Sometimes I look at you and wonder: how did we get this far already? How are we here? How are we at one?
How did we get past the first few days of breastfeeding, when everything hurt? Or when feeding you took up more than half of my day? Or the first night home? Remember when you cried for hours and hours because you were hungry but my milk wasn’t in yet? Of course you don’t, little girl, but I do. I will never forget that night. It was the first night I felt completely and utterly inadequate as a mom. I did not know what to do. And I did not want to keep holding you because I was tired. I felt like a bad mom when I gave you up to my mom who helped so willingly through the night.
What followed were days and weeks and months of moments of feeling like an inadequate mom. Like the first time you were sick right before Thanksgiving. Or the first time you got vaccines and you were pathetically sad and in pain at the tiny age of 2 months old. I was even more pathetic just watching you, not knowing how to help. Remember when I thought you were teething at three months old? And then again every week since then? Well, you just popped your first tooth nine months later. Finally, I’m not a liar when I say “she’s teething.”
I could go on and on about all of the moments where I didn’t know what to do. Where I felt inadequate. Where I winged it best I could.
But here’s the thing- all of those moments have built me up. Do I question myself as a mom daily, still? Yes. When I find myself distracted by my phone, I question myself as a mom. When I find myself a little frustrated because I can’t go to the bathroom in peace and yep, you just ate toilet paper again? Bad mom- that’s what I call myself in my head. But more moments than not, lately, I believe this is exactly what I’m meant for. And I believe that I am not, in fact, a bad mom. I believe that just maybe I’m a good one.
Because through the hard parts, through the ear infections where you screamed and screamed, the hand foot and mouth disease that had an active baby down and out just laying on her mom all day, the hours spent trying to figure out a better sleep and nap schedule, the awful month of clogged ducts, there have been the sweetest moments, and so many of them.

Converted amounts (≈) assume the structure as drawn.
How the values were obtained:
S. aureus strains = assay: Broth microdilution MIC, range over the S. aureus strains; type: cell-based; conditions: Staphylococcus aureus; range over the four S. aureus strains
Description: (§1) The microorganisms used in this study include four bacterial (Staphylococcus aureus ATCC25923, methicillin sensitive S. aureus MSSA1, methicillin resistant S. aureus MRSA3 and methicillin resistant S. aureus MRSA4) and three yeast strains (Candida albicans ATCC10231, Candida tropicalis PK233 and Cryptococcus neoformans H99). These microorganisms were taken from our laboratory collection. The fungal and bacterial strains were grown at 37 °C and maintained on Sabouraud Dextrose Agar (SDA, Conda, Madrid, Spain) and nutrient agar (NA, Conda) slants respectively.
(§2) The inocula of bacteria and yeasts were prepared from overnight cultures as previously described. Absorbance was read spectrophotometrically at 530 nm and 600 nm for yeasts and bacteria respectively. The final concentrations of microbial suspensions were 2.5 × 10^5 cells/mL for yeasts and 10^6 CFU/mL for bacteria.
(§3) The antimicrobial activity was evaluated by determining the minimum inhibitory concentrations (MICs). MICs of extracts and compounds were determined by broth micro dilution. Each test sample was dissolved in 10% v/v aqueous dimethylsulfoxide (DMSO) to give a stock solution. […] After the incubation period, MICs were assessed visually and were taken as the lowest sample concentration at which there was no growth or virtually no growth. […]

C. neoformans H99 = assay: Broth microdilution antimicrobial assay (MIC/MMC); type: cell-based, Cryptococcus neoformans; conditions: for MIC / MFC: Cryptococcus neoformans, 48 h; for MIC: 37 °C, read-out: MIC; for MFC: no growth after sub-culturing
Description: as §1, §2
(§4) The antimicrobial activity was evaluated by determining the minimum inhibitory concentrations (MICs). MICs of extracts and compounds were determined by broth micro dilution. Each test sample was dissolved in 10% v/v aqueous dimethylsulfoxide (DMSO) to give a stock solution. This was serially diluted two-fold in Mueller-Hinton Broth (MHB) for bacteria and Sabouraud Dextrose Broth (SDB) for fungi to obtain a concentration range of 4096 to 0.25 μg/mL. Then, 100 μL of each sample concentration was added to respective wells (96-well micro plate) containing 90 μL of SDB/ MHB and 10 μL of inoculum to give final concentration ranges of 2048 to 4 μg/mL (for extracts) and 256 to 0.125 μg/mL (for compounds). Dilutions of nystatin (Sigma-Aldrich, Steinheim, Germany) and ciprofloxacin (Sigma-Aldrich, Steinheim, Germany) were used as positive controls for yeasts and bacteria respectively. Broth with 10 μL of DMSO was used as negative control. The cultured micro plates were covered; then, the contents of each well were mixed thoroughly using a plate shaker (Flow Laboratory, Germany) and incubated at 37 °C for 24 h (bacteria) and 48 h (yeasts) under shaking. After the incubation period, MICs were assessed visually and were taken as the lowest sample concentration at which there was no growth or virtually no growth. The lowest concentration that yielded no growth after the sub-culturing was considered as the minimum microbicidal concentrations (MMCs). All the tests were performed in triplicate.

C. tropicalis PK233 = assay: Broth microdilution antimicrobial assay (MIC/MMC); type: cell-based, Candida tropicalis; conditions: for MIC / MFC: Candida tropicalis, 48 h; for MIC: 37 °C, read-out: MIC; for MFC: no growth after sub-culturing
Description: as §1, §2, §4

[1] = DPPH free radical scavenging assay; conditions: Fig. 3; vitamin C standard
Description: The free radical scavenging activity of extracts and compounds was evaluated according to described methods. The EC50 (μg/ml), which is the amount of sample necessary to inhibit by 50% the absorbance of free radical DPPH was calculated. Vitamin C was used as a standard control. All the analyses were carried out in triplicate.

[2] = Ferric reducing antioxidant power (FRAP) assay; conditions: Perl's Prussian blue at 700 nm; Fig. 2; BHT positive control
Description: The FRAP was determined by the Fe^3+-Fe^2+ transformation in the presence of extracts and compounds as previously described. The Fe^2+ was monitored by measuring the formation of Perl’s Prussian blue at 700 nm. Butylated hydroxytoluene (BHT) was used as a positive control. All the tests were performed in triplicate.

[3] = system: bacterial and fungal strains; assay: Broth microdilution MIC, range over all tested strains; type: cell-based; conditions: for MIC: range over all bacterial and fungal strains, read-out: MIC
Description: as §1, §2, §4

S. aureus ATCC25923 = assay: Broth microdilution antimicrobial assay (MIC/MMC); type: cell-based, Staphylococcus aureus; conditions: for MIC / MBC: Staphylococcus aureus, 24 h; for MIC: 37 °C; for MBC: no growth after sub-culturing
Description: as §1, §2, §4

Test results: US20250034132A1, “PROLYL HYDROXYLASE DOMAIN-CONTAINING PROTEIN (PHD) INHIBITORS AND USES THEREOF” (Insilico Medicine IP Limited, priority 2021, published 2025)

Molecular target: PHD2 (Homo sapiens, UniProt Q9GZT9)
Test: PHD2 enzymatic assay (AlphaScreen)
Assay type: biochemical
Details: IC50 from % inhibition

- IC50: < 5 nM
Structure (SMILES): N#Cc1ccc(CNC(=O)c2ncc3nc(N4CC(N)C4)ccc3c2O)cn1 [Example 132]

Like the days where you would fall asleep on me early on, and I wouldn’t want to put you down, so I just used it as an excuse to watch all the seasons of Jane the Virgin. Or the rare moments you fall asleep on me now and I wonder how long you’d nap like that if I let you (the answer is less than a minute, really). And the time when you first laughed. When you started army crawling (or your version- which looked like the worm) the day you turned five months old, and how in the couple weeks before you were one you decided it was high time to start walking. The moments when you put your head on my shoulder because you’re being shy or when you dance like crazy or hide behind us to play peek a boo or laugh when we chase you.
These moments, all of them, I wouldn’t trade them for anything. The hard ones and the sweet ones. All of them have grown us into who we are this past year, you and I (and your daddy, too)
Looking back on this year, what I realize is that I am more “me” than I’ve ever been. You, my dear, have helped me grow into myself. You’ve made me a more creative, joy-filled person. You see, in having you I felt an intense need to become better because I want to be the best version of myself for you. I want you to grow up seeing your mom thrive. Seeing me create things and come up with new ideas and start projects and actually finish them. I want you to know that you are capable by seeing the example of a mother who believes she is, too.
Sometimes I fail at that- believing I’m capable. But I keep going because of you. Because you need to know you are capable and how will you know this if you have no example of a woman who believes she is, too.
In one year of motherhood, I’ve realized this: This role is the best role. To mother is to create a life, and then to foster it. To foster growth, creativity, confidence, learning, love, kindness, the list goes on. And to foster these things in you, I must foster them in myself.
One year of motherhood has changed me more than anything else. The me before motherhood? She’s still there, but really I think she’s grown to be almost unrecognizable. Because she’s grown to be so much better because of you.
And though you didn’t know it, all along, you’ve done it. You’ve made me better. And I know as the days of feeling inadequate in raising you roll on, and the days of feeling confident, too…as they blend together into weeks and months and years, you’ll continue to grow me. I can only pray that I do the same for you. I pray we make one another better through the sweet moments and the hard ones. Through the cuddles and the tantrums (yes, we both have them).
More than anything, one year of motherhood has taught me this: This role is hard and beautiful and everything I didn’t know I wanted and needed. And you? You are extraordinary, my daughter. I only hope I can help you see that year after year after year.
Cheers to this past year, this first year- and here’s to the many more ahead- the many more that are full of the unknown. The many more that, to be honest, kind of scare me. Here’s to continual changes, and a big, brilliant, growing love that leaves me with words that are hard to string together and broken sentences like the ones I’ve just written.